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I'm in a bit of an odd situation. I've recently been working on switching from debian to arch, and I've got my home partition for both pointing to the same partition (different usernames, so that's not an issue).

What I want to do is one of two things, either:

  1. Set up user on arch with same username and group as debian, and have everything just sort of work! OR
  2. Move files I'd like to share between home folders to their own partition, and mount it with fstab.

For the second one, I have around 150gb of files that would need moved to their own partition, and i've got about 15gb of free space on my home partition. So what I'd want to do is somehow make a 10gb ext4 partition, move 10gb-ish of files, expand the partition again, move files again, etc until all the files are moved to their own partition.

I can do it manually, but it'd be easier if I could say "Move 10GB-ish of files from here to there, and then resize it and repeat until I'm out of files".

Is that even possible?

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2 Answers 2

up vote 3 down vote accepted

The data and configuration files in the /home/ directories should be distribution agnostic, as it is related to applications rather than the OS. Some distributions might tweak their version of applications to use different folder names in /home/rob for example, but you shouldn't need to do much more than a rename of the folder or a symlink to get it to match what the application expects.

So creating a user on arch that has ready access to the files and directories already present in the debian home directories should not be much of a problem.

The first thing you need to do is work out the UID of the debian user, and make sure this is the same on arch. The UID is the "real" user id, the one you login with is just a human representation of the uid. Lets say that your arch user is 'rob', and rob's home director is /home/rob:

 $ ls -alnd /home/rob
 drwxr-xr-x 94 1000 1000 12288 Jul  3 21:36 /home/rob

The uid and gid (group id) are the third and forth columns. So this folder is owned by uid 1000 and gid 1000. On the debian side, this would correspond to the username and groupname you are familiar with in the passwd:

$ grep 1000 /etc/passwd
rob:x:1000:1000:,,,,:/home/rob:/bin/bash
$ grep 1000 /etc/group
rob:x:1000:

So you can see the group name is also 'rob' in this case. This is a distribution choice - some will by default create users with a primary group of the same name, and some will create a users group (often gid 100) and make this the primary. In terms of sorting this out, it doesn't matter too much, particularly if you are the sole user.

I can't remember what arch does, but I am going to assume it creates a users group with gid 100.

So we just need to create a new user rob, and point it at the folder, and make sure it is set up with the correct uid:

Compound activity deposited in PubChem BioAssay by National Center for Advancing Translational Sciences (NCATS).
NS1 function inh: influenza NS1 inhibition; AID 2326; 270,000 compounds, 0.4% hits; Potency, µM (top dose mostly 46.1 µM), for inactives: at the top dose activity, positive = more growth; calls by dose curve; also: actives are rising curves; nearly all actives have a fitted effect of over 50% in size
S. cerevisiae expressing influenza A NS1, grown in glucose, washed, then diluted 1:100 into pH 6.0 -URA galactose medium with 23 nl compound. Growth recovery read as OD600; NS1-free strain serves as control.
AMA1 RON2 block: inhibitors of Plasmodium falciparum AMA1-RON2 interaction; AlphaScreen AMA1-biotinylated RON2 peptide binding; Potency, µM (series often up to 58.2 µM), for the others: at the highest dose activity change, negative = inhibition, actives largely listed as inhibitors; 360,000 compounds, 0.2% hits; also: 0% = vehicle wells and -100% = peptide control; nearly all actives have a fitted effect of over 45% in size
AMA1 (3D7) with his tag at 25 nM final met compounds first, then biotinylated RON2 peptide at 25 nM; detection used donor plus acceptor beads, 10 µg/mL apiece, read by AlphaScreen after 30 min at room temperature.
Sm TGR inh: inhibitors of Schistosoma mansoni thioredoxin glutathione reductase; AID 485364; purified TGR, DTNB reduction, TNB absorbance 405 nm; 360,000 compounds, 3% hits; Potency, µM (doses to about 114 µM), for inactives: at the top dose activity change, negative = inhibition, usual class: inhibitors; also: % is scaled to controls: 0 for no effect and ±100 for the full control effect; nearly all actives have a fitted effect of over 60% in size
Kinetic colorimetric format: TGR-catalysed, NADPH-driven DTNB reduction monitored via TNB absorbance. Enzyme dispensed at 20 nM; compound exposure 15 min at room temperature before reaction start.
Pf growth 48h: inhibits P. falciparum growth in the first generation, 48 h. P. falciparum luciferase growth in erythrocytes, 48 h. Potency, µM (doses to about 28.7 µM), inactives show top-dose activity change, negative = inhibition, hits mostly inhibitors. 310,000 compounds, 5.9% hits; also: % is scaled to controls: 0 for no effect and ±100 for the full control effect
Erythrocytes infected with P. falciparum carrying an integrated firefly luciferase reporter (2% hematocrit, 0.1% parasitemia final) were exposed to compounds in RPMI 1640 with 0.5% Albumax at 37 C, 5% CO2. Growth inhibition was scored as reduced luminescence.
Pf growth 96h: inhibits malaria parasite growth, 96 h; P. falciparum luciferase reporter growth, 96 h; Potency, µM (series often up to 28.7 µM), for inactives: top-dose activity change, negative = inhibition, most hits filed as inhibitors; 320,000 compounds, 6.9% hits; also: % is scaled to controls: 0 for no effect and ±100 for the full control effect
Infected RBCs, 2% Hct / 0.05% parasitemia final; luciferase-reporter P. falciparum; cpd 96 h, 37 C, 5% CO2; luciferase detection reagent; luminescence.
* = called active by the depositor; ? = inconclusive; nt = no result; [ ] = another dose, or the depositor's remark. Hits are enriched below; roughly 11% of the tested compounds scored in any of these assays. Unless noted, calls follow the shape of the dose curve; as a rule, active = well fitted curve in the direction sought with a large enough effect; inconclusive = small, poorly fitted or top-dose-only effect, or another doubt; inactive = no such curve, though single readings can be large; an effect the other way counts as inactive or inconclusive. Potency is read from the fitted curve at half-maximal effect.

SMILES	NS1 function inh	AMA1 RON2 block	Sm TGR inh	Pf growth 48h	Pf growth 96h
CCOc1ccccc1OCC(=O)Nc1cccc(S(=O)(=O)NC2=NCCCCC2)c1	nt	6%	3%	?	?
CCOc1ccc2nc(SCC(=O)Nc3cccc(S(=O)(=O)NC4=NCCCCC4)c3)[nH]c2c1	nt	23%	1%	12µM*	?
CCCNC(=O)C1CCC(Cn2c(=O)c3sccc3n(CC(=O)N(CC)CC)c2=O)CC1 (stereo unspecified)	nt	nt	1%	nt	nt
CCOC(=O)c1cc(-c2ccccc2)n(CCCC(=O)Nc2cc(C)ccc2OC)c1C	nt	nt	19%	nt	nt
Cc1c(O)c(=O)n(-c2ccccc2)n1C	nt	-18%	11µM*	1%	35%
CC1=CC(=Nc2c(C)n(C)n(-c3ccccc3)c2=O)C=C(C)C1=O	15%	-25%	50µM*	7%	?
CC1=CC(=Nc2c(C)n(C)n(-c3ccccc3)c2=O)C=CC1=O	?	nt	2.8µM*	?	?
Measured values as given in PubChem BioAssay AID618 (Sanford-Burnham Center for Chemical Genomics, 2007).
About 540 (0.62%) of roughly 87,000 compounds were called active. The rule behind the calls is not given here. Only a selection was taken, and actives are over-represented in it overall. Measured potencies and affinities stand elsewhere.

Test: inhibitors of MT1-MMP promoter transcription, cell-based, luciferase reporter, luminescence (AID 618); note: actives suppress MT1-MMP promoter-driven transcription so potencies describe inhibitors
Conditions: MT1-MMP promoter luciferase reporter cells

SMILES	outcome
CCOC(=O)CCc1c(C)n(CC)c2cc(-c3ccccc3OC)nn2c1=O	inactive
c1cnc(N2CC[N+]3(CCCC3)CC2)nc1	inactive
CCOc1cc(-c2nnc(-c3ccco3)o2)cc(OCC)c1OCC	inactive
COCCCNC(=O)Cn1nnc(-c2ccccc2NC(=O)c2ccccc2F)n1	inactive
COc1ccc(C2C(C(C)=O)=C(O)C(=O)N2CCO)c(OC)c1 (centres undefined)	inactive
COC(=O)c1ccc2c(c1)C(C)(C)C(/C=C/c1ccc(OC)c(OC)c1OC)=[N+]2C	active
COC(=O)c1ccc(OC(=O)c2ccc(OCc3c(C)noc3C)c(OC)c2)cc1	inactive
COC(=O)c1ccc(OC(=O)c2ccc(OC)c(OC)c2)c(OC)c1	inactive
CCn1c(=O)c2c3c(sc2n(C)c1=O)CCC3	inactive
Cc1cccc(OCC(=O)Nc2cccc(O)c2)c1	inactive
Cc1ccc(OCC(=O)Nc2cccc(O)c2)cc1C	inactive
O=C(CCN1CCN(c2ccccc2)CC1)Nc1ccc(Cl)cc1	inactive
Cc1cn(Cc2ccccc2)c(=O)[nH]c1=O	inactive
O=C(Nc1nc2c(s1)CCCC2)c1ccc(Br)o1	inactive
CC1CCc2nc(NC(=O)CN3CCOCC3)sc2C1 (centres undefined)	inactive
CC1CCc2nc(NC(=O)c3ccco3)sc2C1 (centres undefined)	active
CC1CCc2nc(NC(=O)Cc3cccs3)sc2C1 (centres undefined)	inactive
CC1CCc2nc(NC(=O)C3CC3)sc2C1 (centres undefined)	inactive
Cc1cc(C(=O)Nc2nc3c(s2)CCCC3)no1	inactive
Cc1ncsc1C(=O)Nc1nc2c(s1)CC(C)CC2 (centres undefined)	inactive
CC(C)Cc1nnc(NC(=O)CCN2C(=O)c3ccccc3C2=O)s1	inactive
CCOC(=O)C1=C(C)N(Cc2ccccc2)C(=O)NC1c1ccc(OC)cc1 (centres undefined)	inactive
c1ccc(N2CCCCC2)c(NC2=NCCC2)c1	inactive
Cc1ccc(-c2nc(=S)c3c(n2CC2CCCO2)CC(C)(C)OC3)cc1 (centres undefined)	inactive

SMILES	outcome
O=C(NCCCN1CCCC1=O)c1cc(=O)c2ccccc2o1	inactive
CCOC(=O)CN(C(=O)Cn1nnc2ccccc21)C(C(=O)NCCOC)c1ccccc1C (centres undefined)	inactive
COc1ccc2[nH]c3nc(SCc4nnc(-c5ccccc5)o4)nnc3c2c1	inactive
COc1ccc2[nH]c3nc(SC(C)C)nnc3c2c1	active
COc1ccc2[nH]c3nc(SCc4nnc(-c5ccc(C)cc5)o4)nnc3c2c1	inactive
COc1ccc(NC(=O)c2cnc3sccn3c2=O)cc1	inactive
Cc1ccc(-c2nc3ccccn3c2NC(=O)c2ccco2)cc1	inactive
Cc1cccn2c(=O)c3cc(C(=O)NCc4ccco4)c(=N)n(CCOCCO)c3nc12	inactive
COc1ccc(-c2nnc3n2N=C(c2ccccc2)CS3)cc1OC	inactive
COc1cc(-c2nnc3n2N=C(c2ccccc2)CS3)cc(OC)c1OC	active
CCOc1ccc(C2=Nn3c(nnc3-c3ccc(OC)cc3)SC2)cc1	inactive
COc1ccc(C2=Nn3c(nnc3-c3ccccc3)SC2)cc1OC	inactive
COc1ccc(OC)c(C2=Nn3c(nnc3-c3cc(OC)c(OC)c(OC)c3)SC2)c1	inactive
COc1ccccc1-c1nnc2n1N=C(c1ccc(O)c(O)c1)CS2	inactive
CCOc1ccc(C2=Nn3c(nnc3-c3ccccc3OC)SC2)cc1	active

$ adduser --home /home/rob --uid 1000 --no-create-home --gid 100 rob

Or if you want to create a group for rob first, do this:

$ adduser --group --gid 1000 rob

Then

$ adduser --home /home/rob --uid 1000 --no-create-home --gid 1000 rob

Now set the password for the rob account

$ passwd rob

And login, and it should have access just as it did on arch.

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ls -alnd is great. Debian sure does use the username as group name, and has it as gid 1000, and arch does use a generic "users" group at 100. Just make the uid and gid match and it should be okay is alright with me! Will be trying it out later when I boot into arch to set things up. –  Rob Jul 5 '12 at 23:16
    
Pretty much worked fine. man usermod and man groupmod were big helps. I changed the uid of the original account to 1001, made a new one with the right settings, and logged in and it didn't work! Oh no! But I forgot that it was pointing to the original user's home folder for some things on boot, and once I changed that everything was better –  Rob Jul 6 '12 at 15:48

Option #1 has a good chance of working. You just need to make the uid and gid match. Use groupadd -g and useradd -u to add them to the user database with manually selected uid and gid matching the ones you find on Debian with id -a

find /home -printf 'user %u %U\ngroup %g %G\n' | sort -u

Hopefully the list just contains the uids and gids for your non-privileged user accounts, and the ones from the other system are reported either with the corrent names or as numbers with no name. If the same uid or gid shows up twice in the list with two different names, things are more complicated.

For the ones that are reported without names, use groupadd -g gid group and useradd -u uid -g gid username to create user database entries giving them their names. Then run passwd username to set a password for the user you created.

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